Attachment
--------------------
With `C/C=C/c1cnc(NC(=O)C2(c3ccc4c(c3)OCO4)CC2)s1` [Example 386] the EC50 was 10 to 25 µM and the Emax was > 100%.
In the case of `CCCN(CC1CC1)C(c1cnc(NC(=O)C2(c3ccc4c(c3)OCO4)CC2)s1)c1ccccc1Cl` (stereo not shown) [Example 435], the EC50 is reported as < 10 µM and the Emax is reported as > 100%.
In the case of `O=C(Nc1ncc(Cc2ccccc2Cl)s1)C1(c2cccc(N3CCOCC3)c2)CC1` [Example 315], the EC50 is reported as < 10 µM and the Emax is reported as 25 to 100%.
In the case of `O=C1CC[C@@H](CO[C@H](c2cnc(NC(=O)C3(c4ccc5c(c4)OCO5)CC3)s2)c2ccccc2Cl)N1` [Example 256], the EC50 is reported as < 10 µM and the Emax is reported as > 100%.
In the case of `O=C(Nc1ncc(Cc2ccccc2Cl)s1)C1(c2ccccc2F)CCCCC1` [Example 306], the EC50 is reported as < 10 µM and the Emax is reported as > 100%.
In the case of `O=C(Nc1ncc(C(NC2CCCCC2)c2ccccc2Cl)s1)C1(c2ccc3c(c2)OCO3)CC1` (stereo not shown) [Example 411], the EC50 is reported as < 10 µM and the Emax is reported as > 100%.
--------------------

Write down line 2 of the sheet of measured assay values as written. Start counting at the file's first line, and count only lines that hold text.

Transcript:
In the case of `CCCN(CC1CC1)C(c1cnc(NC(=O)C2(c3ccc4c(c3)OCO4)CC2)s1)c1ccccc1Cl` (stereo not shown) [Example 435], the EC50 is reported as < 10 µM and the Emax is reported as > 100%.